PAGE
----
While promoting science culture, it is important to give due attention to the existing cultures in the world. These cultures have survived for centuries traditions and have created languages, traditions and a variety of other important treasures of humankind. It is possible that as the science culture spreads, it may favour a common language which may slowly wipe out the importance of many important languages and cultures that exist today. Looking at the performance of human beings in the last century, we see that many important cultures, as exemplified by those of many tribes in Asia and Africa, have been wiped out. Many of the dialects and languages have been disappearing. This may happen over the next one or two centuries to the major languages and cultures of the world which may gradually lose their identity. This would be very unfortunate because the very diversity of this world is what makes it interesting and exciting. We have the responsibility to protect cultural diversity. At this juncture, I must point out that the cross-cultural effects play a role in teaching science in the villages of Asia or Africa. We have to examine the importance of cross-cultural effects in science education and in the spreading of the culture of science.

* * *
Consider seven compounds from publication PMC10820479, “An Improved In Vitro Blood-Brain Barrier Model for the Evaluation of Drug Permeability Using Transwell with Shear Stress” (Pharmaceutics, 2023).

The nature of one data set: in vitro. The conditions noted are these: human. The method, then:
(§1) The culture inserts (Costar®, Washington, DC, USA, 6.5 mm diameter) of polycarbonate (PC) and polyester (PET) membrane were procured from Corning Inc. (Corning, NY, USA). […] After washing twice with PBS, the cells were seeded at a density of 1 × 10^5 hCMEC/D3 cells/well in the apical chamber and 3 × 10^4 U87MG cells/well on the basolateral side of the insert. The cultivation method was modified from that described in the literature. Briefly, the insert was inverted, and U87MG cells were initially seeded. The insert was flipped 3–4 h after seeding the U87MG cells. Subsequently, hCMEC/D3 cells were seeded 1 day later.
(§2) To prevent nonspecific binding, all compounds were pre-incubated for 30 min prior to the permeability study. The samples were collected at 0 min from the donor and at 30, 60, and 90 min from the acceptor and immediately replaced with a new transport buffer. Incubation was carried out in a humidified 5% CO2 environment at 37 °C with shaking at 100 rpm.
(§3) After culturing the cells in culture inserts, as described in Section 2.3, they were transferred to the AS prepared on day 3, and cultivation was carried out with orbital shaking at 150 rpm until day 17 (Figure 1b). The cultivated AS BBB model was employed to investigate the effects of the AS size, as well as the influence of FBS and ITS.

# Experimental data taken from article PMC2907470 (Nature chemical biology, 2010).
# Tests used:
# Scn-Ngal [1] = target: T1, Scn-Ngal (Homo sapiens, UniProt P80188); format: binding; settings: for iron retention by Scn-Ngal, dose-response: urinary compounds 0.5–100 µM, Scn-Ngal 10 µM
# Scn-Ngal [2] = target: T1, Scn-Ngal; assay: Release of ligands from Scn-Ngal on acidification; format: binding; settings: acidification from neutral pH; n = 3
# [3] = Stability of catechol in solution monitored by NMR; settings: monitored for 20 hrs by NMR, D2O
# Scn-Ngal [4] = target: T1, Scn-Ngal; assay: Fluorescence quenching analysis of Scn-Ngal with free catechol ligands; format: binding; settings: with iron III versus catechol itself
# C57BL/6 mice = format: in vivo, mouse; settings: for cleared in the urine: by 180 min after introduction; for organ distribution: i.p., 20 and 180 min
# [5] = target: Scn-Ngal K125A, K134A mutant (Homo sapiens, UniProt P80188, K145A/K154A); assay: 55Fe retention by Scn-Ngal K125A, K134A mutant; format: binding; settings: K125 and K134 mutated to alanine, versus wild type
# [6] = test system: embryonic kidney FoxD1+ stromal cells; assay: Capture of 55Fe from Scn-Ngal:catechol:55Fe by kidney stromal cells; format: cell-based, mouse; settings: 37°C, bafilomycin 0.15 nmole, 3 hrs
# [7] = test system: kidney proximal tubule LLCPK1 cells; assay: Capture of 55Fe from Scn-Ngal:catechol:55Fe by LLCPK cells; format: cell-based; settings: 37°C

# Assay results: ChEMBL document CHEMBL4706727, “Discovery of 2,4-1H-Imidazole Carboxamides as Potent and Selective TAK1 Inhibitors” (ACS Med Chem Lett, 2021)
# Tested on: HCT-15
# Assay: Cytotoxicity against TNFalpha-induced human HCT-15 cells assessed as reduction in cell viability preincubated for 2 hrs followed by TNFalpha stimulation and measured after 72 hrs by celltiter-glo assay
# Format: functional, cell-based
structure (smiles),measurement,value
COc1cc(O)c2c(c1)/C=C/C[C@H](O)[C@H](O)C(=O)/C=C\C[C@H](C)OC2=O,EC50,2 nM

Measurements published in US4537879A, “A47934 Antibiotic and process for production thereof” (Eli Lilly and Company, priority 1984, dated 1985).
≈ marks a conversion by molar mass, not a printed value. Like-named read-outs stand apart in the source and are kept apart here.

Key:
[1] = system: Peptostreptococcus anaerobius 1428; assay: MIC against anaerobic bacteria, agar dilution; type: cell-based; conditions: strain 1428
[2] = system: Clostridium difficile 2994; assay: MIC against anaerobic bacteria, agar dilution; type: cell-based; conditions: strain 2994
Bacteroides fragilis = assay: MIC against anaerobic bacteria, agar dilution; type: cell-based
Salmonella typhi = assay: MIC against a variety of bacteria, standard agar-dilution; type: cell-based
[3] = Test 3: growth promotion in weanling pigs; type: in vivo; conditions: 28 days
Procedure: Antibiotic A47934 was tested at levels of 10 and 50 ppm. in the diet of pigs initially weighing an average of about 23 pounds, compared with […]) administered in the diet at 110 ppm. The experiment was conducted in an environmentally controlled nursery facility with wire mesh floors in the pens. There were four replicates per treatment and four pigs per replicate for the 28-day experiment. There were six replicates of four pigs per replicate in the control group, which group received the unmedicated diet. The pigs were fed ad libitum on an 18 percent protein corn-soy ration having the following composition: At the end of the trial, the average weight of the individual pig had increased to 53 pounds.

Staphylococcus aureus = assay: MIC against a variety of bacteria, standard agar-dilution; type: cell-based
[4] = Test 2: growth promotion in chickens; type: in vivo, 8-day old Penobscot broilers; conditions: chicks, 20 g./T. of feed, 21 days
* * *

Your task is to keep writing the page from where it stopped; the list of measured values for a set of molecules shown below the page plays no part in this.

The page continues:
I cannot help feeling at this stage of my life that there is something called bad science as opposed to good science. A typical scenario that creates bad science is one where a scientist carries out a programme of research knowing fully that the results will be used to harm other human beings. The case of Haber is an example of a scientist who did great science (synthesis of ammonia) which saved humankind from hunger and also bad science (mustard gas) which killed many innocent lives. Cloning humans is, to me, an eminent example of bad science and yet it is being pursued. Bad science destroys the image of science and will contribute to the negative aspects of the science culture. Should we pursue any kind of science and at any cost? Some people may feel that cloning or making a killing chemical may be technology and not science, thus wash off the responsibility of science and scientists. I do not, however, subscribe to such puritanical views. As far as I am concerned, human cloning or synthesis of chemicals for warfare is also pursued by well-trained scientists.